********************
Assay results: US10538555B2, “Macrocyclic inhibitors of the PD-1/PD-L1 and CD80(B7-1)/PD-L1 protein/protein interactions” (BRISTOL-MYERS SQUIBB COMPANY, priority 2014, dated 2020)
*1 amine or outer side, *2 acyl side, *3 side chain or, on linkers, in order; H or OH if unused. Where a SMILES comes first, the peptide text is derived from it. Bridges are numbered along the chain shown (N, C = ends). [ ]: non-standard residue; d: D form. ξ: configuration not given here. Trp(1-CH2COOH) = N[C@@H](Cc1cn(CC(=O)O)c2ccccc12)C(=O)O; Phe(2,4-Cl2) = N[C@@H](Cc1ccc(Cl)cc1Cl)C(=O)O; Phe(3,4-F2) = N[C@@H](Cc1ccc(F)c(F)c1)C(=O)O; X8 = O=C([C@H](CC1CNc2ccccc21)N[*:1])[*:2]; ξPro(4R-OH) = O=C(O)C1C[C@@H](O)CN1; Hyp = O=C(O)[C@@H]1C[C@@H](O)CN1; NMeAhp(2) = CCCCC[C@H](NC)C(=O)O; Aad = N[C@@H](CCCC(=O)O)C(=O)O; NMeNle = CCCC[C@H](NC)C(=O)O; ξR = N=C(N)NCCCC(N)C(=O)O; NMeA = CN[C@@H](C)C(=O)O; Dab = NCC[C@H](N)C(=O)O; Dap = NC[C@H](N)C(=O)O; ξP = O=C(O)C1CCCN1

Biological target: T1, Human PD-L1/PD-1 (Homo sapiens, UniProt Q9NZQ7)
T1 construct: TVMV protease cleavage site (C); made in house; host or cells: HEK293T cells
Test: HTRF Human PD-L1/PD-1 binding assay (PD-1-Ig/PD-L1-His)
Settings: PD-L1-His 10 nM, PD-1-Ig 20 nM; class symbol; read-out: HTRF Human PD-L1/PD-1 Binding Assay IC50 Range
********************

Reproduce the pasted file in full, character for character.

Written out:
Assay results: US10538555B2, “Macrocyclic inhibitors of the PD-1/PD-L1 and CD80(B7-1)/PD-L1 protein/protein interactions” (BRISTOL-MYERS SQUIBB COMPANY, priority 2014, dated 2020)
*1 amine or outer side, *2 acyl side, *3 side chain or, on linkers, in order; H or OH if unused. Where a SMILES comes first, the peptide text is derived from it. Bridges are numbered along the chain shown (N, C = ends). [ ]: non-standard residue; d: D form. ξ: configuration not given here. Trp(1-CH2COOH) = N[C@@H](Cc1cn(CC(=O)O)c2ccccc12)C(=O)O; Phe(2,4-Cl2) = N[C@@H](Cc1ccc(Cl)cc1Cl)C(=O)O; Phe(3,4-F2) = N[C@@H](Cc1ccc(F)c(F)c1)C(=O)O; X8 = O=C([C@H](CC1CNc2ccccc21)N[*:1])[*:2]; ξPro(4R-OH) = O=C(O)C1C[C@@H](O)CN1; Hyp = O=C(O)[C@@H]1C[C@@H](O)CN1; NMeAhp(2) = CCCCC[C@H](NC)C(=O)O; Aad = N[C@@H](CCCC(=O)O)C(=O)O; NMeNle = CCCC[C@H](NC)C(=O)O; ξR = N=C(N)NCCCC(N)C(=O)O; NMeA = CN[C@@H](C)C(=O)O; Dab = NCC[C@H](N)C(=O)O; Dap = NC[C@H](N)C(=O)O; ξP = O=C(O)C1CCCN1

Biological target: T1, Human PD-L1/PD-1 (Homo sapiens, UniProt Q9NZQ7)
T1 construct: TVMV protease cleavage site (C); made in house; host or cells: HEK293T cells
Test: HTRF Human PD-L1/PD-1 binding assay (PD-1-Ig/PD-L1-His)
Settings: PD-L1-His 10 nM, PD-1-Ig 20 nM; class symbol; read-out: HTRF Human PD-L1/PD-1 Binding Assay IC50 Range